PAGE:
• Evaluate the importance of the rule of law and on the sources, purposes, and functions of government, and explain how the rule of law provides for the protection of individual liberties, public order, management of conflict, and assurance of domestic and national security.
    • Analyze the United States government’s responsibility to protect minority rights while legitimizing majority rule including the rights of due process and equality under the law.
    • Cite specific textual and visual evidence and compare points of view regarding the shared values and ideals of American political culture as set forth in basic documents and speeches including the Declaration of Sentiments, Abraham Lincoln’s Gettysburg Address, Franklin Roosevelt’s Four Freedoms speech, and Dr. Martin Luther King, Jr.’s Letter From Birmingham Jail.
  • Content Standard 4: The student will examine the United States Constitution by comparing the legislative, executive, and judicial branches of government as they form and transform American society.
    • Cite specific textual and visual evidence to explain the purposes expressed in the Preamble and how the United States Constitution preserves those core principles of American society.
    • Examine the makeup, organization, functions, and authority exercised by the executive, legislative, and judicial branches of government.
      • Identify constitutional qualifications for holding public office, the terms of office, and the expressed powers delegated to each branch of the national government including the numbers of members comprising the United States Congress and United States Supreme Court.
      • Evaluate the extent to which each branch of government reflects the people’s sovereignty including current issues concerning representation such as term limitations and legislative redistricting.
      • Describe the process in which public policy is formulated into law including both the constitutional and operational procedures utilized in the modern legislative process.
      • Explain why certain provisions of the United States Constitution result in tensions among the three branches, and evaluate how the functions of the national government have changed over time through executive actions and judicial interpretation of the necessary and proper clause.
      • Compare and contrast the structure of the national branches of government to Oklahoma’s state government.
      • Apply the principles of limited government, federalism, checks and balances, and separation of powers to the workings of the three branches of government in real world situations including current issues and events.
      • Identify the issues behind and explain the changes resulting from landmark United States Supreme Court decisions including Marbury v. Madison (1803), McCulloch v. Maryland (1819), Plessy v. Ferguson (1896), Brown v. Board of Education of Topeka, Kansas (1954), Mapp v. Ohio (1961), Engel v. Vitale (1962), Miranda v. Arizona (1966), Furman v. Georgia (1972), Roe v. Wade (1973), United States v. Nixon (1974), and Bush v. Gore (2000).
    • Analyze steps of the political process and its role in the United States’ representative government.
      • Describe the electoral process including the components of national campaigns, the nominative process, campaign funding, and the Electoral College.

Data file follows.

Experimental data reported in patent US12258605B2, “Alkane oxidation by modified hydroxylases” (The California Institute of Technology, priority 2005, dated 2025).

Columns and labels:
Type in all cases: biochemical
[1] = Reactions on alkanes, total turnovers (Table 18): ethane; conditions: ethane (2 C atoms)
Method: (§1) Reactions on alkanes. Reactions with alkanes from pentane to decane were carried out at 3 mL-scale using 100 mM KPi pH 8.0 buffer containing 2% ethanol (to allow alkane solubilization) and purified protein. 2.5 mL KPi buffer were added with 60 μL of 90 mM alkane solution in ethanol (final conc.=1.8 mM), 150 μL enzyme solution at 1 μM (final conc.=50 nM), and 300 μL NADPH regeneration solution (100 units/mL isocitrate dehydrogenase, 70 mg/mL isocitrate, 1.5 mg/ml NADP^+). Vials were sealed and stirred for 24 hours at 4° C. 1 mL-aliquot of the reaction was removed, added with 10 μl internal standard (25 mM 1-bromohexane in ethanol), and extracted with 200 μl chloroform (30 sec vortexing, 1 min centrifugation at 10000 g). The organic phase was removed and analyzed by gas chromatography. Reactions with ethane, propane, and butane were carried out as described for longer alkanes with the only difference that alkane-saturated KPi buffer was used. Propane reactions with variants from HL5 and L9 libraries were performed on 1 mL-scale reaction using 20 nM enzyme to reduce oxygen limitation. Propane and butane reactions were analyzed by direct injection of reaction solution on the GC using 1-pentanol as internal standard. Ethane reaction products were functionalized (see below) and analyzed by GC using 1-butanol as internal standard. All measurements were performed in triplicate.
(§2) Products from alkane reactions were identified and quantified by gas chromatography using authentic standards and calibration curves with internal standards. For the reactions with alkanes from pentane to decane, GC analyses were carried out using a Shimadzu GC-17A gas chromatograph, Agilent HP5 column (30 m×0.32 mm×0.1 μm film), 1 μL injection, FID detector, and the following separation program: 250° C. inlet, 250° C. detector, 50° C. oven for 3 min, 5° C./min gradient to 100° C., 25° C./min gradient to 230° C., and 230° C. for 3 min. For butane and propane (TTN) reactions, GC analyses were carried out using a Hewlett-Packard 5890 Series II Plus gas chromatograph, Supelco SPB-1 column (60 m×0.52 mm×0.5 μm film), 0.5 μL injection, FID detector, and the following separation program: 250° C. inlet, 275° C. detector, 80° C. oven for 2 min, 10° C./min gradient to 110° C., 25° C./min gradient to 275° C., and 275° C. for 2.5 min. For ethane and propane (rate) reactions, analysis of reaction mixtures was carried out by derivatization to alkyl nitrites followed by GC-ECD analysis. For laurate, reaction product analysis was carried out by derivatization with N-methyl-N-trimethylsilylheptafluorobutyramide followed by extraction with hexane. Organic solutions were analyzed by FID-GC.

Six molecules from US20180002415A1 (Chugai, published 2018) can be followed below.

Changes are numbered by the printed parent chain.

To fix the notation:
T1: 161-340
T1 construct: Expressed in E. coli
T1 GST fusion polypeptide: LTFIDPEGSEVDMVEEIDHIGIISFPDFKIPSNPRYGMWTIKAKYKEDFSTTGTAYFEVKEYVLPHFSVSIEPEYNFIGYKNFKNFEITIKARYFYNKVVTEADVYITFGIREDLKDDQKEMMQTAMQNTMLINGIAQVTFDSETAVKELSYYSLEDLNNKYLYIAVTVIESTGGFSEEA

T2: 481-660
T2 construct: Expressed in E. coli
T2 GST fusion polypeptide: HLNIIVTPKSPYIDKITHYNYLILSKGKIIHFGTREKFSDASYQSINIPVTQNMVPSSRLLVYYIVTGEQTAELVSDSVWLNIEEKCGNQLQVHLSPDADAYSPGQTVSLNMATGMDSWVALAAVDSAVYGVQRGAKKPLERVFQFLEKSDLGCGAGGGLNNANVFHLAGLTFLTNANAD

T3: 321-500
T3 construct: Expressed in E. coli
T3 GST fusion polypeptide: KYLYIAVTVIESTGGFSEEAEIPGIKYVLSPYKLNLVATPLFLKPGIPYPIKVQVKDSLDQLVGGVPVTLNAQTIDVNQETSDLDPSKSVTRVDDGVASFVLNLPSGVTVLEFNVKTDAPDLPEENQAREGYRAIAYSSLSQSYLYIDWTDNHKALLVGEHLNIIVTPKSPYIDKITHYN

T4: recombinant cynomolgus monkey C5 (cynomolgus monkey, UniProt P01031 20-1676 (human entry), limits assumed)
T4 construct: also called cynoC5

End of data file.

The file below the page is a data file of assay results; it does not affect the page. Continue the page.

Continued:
• Content Standard 5: Students will be able to evaluate the significance of civic participation in order to insure the preservation of constitutional government.
    • Evaluate historic and contemporary examples of American citizens who have attempted to make the values and principles of the United States Constitution a reality.
      • Analyze the rights and liberties guaranteed to all citizens in and protected by the Bill of Rights, how they are applied and protected within the states through the 14th Amendment, and sustained through the actions of individual citizens.
      • Explain the impact on American politics, both historically and presently, of the racial, religious, socioeconomic, and ethnic diversity of American society including the importance of adhering to constitutional values in managing conflicts over diversity.

High School United States History

  • Content Standard 1: The student will analyze the transformation of the United States through its civil rights struggles, immigrant experiences, settlement of the American West, and the industrialization of American society in the Post-Reconstruction through the Progressive Eras, 1865 to 1900.
    • Cite specific textual and visual evidence to analyze the post-Reconstruction civil rights struggles.
      • Examine the purposes and effects of the 13th, 14th, and 15th Amendments.
      • Assess the impact of the Black Codes, Jim Crow laws, and the actions of the Ku Klux Klan.
      • Evaluate the rise and reforms of the Progressive Movement including the
    • Analyze the series of events leading to and the effects of the 16th, 17th, 18th, 19th, and 21st Amendments to the United States Constitution.
      • Assess and summarize changing race relations as exemplified in the Plessy v. Ferguson case.
      • Cite specific textual and visual evidence to compare and contrast early civil rights leadership including the viewpoints of Booker T. Washington, W.E.B. DuBois, and Marcus Garvey in response to rising racial tensions, and the use of poll taxes and literacy tests to disenfranchise blacks and poor whites.
  • Content Standard 2: The student will analyze the expanding role of the United States in international affairs as America was transformed into a world power in the late 19th and early 20th centuries, 1890 to 1920.
    • Analyze and summarize the 1912 presidential election including the key personalities of President William Howard Taft, Theodore Roosevelt, Woodrow Wilson and Eugene V. Debs; the key issues of dealing with the trusts, the right of women to vote, and trade tariffs; and the impact of the “Bull Moose Party” on the outcome of the election.